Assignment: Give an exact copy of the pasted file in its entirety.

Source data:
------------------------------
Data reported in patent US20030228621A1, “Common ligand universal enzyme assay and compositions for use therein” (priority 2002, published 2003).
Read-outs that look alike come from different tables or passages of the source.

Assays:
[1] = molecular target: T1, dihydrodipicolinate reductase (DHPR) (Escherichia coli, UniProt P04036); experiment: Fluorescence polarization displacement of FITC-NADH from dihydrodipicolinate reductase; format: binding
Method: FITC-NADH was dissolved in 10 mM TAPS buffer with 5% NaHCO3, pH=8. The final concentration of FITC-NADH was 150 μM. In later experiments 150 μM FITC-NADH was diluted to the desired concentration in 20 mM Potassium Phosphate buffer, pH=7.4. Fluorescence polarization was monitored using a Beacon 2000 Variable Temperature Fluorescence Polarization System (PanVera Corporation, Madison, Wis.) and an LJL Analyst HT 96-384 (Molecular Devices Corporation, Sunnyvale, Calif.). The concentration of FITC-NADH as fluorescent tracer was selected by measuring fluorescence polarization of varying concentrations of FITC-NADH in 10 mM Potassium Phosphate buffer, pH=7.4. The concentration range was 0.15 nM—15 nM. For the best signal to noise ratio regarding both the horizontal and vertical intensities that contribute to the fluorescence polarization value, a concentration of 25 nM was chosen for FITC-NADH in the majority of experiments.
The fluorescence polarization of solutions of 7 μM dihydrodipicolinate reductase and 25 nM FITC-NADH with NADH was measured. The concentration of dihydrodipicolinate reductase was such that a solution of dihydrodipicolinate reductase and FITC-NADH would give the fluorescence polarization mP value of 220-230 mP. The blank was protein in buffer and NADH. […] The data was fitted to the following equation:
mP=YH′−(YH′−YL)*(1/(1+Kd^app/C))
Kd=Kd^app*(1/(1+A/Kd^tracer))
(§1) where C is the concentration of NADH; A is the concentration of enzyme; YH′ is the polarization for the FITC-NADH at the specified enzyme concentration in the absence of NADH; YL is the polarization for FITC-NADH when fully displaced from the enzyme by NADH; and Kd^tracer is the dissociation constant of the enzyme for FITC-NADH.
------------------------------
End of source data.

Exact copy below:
Data reported in patent US20030228621A1, “Common ligand universal enzyme assay and compositions for use therein” (priority 2002, published 2003).
Read-outs that look alike come from different tables or passages of the source.

Assays:
[1] = molecular target: T1, dihydrodipicolinate reductase (DHPR) (Escherichia coli, UniProt P04036); experiment: Fluorescence polarization displacement of FITC-NADH from dihydrodipicolinate reductase; format: binding
Method: FITC-NADH was dissolved in 10 mM TAPS buffer with 5% NaHCO3, pH=8. The final concentration of FITC-NADH was 150 μM. In later experiments 150 μM FITC-NADH was diluted to the desired concentration in 20 mM Potassium Phosphate buffer, pH=7.4. Fluorescence polarization was monitored using a Beacon 2000 Variable Temperature Fluorescence Polarization System (PanVera Corporation, Madison, Wis.) and an LJL Analyst HT 96-384 (Molecular Devices Corporation, Sunnyvale, Calif.). The concentration of FITC-NADH as fluorescent tracer was selected by measuring fluorescence polarization of varying concentrations of FITC-NADH in 10 mM Potassium Phosphate buffer, pH=7.4. The concentration range was 0.15 nM—15 nM. For the best signal to noise ratio regarding both the horizontal and vertical intensities that contribute to the fluorescence polarization value, a concentration of 25 nM was chosen for FITC-NADH in the majority of experiments.
The fluorescence polarization of solutions of 7 μM dihydrodipicolinate reductase and 25 nM FITC-NADH with NADH was measured. The concentration of dihydrodipicolinate reductase was such that a solution of dihydrodipicolinate reductase and FITC-NADH would give the fluorescence polarization mP value of 220-230 mP. The blank was protein in buffer and NADH. […] The data was fitted to the following equation:
mP=YH′−(YH′−YL)*(1/(1+Kd^app/C))
Kd=Kd^app*(1/(1+A/Kd^tracer))
(§1) where C is the concentration of NADH; A is the concentration of enzyme; YH′ is the polarization for the FITC-NADH at the specified enzyme concentration in the absence of NADH; YL is the polarization for FITC-NADH when fully displaced from the enzyme by NADH; and Kd^tracer is the dissociation constant of the enzyme for FITC-NADH.